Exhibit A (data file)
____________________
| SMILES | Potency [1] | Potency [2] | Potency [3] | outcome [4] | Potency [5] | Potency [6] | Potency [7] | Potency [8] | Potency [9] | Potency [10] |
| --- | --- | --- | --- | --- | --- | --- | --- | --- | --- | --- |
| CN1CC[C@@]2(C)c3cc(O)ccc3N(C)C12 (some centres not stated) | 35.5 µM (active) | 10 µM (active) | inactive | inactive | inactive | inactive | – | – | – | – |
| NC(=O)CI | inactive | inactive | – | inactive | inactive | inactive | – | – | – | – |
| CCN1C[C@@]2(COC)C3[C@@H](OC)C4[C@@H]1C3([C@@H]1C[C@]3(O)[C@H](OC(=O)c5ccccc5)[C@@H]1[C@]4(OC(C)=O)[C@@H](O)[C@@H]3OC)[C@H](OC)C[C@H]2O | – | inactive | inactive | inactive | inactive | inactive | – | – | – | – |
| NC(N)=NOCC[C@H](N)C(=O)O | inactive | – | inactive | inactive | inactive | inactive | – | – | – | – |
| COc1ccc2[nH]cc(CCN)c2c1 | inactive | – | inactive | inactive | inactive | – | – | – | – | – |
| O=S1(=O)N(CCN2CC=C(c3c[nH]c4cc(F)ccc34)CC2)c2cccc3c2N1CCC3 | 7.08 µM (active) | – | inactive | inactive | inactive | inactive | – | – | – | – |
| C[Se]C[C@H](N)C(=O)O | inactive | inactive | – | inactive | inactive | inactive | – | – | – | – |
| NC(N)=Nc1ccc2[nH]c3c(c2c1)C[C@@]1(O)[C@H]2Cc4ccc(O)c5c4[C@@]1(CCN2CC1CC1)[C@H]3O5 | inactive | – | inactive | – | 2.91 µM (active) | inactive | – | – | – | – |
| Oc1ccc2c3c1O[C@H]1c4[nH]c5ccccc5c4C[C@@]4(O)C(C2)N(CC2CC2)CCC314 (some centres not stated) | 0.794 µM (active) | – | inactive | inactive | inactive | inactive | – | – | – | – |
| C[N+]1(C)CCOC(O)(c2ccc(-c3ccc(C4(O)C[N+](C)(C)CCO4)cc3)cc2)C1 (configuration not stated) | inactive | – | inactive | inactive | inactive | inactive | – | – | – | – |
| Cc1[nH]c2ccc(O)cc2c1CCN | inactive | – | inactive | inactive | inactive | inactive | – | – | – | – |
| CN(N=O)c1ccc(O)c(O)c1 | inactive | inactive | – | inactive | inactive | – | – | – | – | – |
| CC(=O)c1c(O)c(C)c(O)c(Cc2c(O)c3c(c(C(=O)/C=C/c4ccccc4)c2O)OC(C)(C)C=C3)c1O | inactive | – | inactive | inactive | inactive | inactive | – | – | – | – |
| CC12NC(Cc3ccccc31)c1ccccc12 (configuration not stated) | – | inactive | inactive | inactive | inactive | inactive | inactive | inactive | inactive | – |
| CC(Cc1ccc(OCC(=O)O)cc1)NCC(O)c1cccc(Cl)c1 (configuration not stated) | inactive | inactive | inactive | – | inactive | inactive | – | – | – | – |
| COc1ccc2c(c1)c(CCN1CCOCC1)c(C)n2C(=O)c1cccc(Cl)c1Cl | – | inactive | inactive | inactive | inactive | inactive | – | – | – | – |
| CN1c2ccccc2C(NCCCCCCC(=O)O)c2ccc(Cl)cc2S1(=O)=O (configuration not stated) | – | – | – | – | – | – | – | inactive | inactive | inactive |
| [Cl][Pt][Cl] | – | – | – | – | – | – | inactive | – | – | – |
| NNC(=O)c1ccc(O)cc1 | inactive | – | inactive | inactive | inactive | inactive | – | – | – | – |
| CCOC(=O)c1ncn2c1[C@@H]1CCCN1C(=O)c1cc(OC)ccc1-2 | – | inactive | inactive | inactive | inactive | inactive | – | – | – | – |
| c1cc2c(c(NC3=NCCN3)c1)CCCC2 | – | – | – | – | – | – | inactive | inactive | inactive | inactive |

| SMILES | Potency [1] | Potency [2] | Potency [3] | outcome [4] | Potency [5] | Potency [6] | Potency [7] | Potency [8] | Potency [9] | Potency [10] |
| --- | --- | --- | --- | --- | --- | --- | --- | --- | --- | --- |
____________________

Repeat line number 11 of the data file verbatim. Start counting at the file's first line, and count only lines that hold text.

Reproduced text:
| Oc1ccc2c3c1O[C@H]1c4[nH]c5ccccc5c4C[C@@]4(O)C(C2)N(CC2CC2)CCC314 (some centres not stated) | 0.794 µM (active) | – | inactive | inactive | inactive | inactive | – | – | – | – |